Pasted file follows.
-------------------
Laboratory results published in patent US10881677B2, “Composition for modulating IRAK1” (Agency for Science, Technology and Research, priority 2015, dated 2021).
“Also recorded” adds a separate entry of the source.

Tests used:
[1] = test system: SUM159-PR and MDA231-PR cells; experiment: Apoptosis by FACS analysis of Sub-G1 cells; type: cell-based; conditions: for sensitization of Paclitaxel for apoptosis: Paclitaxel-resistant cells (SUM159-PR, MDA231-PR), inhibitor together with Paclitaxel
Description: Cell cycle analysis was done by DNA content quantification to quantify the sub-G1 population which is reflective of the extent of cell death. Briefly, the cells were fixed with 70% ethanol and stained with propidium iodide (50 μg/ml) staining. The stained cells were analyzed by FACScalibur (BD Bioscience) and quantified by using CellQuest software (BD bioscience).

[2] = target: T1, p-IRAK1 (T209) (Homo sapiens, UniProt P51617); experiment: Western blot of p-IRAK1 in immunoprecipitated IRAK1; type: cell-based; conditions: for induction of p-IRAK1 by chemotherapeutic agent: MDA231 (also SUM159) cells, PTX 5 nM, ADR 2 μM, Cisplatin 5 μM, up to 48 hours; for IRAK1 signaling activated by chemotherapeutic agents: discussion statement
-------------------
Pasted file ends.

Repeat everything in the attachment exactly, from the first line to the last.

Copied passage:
Laboratory results published in patent US10881677B2, “Composition for modulating IRAK1” (Agency for Science, Technology and Research, priority 2015, dated 2021).
“Also recorded” adds a separate entry of the source.

Tests used:
[1] = test system: SUM159-PR and MDA231-PR cells; experiment: Apoptosis by FACS analysis of Sub-G1 cells; type: cell-based; conditions: for sensitization of Paclitaxel for apoptosis: Paclitaxel-resistant cells (SUM159-PR, MDA231-PR), inhibitor together with Paclitaxel
Description: Cell cycle analysis was done by DNA content quantification to quantify the sub-G1 population which is reflective of the extent of cell death. Briefly, the cells were fixed with 70% ethanol and stained with propidium iodide (50 μg/ml) staining. The stained cells were analyzed by FACScalibur (BD Bioscience) and quantified by using CellQuest software (BD bioscience).

[2] = target: T1, p-IRAK1 (T209) (Homo sapiens, UniProt P51617); experiment: Western blot of p-IRAK1 in immunoprecipitated IRAK1; type: cell-based; conditions: for induction of p-IRAK1 by chemotherapeutic agent: MDA231 (also SUM159) cells, PTX 5 nM, ADR 2 μM, Cisplatin 5 μM, up to 48 hours; for IRAK1 signaling activated by chemotherapeutic agents: discussion statement